• Generation device 104 can be configured to identify portions of a variety of different types. For example, generation device 104 can be configured to identify any one of, or any combination of, straight lines, curved lines, polygons, circles and the like. Generation device 104 is configured to select a portion, determine the total number of available positions in the two-dimensional array that are contained by that portion, and determine whether at least a threshold fraction of the positions within the portion contain fold data. The threshold fraction can be preconfigured at generation device, or can be determined dynamically based on the selected portion. When the determination is negative (i.e. too few fold points are present within the portion), generation device 104 is configured to select and evaluate a different portion according to the above process. When the determination is affirmative, however, generation device 104 is configured to store geometric parameters corresponding to the portion, as well as colour data or depth data for each fold point within the portion, in files 908 and 912. Having stored the geometric parameters and corresponding colour and depth data, generation device 104 is configured to repeat the above process on the remaining fold points (that is, those not yet assigned to portions) until all fold point data has been stored.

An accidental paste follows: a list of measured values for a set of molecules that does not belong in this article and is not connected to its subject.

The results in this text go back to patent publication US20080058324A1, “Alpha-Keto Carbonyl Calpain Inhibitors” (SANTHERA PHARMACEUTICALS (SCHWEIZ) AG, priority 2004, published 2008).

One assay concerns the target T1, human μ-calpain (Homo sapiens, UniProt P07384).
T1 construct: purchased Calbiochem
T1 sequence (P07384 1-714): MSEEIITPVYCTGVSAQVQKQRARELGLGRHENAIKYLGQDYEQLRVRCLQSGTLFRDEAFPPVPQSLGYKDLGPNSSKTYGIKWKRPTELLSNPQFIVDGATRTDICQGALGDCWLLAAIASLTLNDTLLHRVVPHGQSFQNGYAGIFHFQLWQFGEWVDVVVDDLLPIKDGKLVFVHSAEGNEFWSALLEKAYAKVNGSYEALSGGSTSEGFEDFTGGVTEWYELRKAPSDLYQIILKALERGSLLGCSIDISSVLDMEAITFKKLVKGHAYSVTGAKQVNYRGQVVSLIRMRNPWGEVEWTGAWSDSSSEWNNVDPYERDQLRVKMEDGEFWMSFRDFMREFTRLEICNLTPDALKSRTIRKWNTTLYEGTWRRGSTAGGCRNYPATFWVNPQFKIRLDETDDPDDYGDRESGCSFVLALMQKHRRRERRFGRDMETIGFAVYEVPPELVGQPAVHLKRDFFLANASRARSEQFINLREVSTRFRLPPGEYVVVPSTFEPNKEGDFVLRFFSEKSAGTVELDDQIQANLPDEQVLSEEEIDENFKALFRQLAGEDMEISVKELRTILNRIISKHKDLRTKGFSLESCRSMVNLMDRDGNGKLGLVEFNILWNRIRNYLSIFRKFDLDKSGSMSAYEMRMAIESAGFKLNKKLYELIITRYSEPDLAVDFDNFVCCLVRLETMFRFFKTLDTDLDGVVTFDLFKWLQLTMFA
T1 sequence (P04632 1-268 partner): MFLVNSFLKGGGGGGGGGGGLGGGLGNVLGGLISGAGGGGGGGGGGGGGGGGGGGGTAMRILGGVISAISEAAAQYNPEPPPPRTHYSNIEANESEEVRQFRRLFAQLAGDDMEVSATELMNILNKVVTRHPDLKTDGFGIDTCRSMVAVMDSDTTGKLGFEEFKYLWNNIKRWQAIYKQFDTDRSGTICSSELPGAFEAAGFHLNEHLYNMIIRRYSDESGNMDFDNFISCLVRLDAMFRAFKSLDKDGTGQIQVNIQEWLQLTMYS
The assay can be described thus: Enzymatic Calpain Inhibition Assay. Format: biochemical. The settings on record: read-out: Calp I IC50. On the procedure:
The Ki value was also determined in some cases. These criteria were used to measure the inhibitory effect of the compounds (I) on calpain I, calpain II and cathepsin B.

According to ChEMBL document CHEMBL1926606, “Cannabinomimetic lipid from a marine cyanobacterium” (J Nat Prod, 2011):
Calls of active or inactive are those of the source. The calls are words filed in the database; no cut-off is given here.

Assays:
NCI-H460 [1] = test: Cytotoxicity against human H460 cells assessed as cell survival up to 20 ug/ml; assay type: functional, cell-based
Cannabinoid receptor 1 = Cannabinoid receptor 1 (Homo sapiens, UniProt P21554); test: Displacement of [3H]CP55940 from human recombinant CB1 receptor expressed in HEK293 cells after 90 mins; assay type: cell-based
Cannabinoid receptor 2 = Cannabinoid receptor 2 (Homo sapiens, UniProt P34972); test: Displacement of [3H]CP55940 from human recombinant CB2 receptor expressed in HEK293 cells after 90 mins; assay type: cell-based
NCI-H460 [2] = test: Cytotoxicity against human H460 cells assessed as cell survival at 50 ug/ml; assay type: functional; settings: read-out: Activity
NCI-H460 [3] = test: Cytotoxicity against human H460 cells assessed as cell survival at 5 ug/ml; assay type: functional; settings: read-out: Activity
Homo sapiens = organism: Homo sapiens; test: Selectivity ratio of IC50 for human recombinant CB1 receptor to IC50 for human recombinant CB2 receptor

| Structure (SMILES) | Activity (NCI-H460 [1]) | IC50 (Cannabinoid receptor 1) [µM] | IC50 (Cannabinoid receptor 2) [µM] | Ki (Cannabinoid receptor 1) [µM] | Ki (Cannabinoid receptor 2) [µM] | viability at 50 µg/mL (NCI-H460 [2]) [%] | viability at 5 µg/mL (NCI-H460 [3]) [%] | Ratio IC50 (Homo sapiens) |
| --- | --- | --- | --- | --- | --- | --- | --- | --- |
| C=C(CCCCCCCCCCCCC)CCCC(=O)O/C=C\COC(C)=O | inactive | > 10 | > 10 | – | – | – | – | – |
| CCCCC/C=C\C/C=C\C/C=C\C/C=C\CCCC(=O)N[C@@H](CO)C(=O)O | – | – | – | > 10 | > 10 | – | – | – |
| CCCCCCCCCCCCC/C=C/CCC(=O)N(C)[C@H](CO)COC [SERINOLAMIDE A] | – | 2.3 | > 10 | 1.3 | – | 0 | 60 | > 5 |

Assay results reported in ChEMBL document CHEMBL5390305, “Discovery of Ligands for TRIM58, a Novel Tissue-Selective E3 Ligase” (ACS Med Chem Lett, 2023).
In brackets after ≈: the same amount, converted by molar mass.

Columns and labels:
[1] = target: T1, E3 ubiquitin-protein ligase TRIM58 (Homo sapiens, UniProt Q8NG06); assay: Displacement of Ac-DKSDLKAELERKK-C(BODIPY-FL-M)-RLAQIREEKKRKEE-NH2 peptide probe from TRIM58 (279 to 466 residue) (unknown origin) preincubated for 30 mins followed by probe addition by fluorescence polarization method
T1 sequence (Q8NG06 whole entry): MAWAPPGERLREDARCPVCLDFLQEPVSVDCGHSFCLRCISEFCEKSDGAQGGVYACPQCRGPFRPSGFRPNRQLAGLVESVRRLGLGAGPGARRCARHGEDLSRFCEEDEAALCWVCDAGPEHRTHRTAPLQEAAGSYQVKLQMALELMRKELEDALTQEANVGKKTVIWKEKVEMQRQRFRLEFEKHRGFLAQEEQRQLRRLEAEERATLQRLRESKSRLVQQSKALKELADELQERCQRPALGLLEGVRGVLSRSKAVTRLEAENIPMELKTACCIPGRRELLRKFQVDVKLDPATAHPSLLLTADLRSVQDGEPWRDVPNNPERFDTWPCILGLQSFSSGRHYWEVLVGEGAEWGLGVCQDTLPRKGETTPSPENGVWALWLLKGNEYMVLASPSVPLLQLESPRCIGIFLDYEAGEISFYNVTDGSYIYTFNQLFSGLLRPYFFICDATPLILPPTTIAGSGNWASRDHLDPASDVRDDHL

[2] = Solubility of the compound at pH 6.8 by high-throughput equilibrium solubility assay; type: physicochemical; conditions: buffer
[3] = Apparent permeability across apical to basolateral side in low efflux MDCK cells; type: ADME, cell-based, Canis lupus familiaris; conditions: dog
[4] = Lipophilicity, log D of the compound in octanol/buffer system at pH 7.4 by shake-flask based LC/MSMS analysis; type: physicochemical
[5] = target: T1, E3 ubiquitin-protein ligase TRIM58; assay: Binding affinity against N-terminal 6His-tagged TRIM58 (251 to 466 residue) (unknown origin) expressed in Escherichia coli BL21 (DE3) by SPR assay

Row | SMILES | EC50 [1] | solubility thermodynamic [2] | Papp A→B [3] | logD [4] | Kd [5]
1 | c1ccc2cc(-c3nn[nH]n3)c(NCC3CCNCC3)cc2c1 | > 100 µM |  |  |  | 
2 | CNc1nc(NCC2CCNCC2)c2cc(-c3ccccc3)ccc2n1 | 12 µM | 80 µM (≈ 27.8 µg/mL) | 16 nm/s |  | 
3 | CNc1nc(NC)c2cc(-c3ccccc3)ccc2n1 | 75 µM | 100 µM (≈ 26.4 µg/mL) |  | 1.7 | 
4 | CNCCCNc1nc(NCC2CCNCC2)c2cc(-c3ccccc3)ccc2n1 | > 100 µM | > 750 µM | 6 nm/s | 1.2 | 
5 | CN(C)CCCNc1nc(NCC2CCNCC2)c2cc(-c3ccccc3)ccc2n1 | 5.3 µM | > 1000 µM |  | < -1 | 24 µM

• Turning to FIG. 11, an example of the above process is illustrated. An array 1100 is shown having the dimensions of files 800 and 804, and divided into regions corresponding to the faces of cube 704. Face 716 contains fold points defining a polygon representing the top of object 300, as discussed above, while face 720 contains two fold points (whose size is exaggerated for illustrative purposes). The points in face 720 are not present in capture volume 304 or point cloud data 306, but rather are provided in this particular example to illustrate the process of storing secondary image data.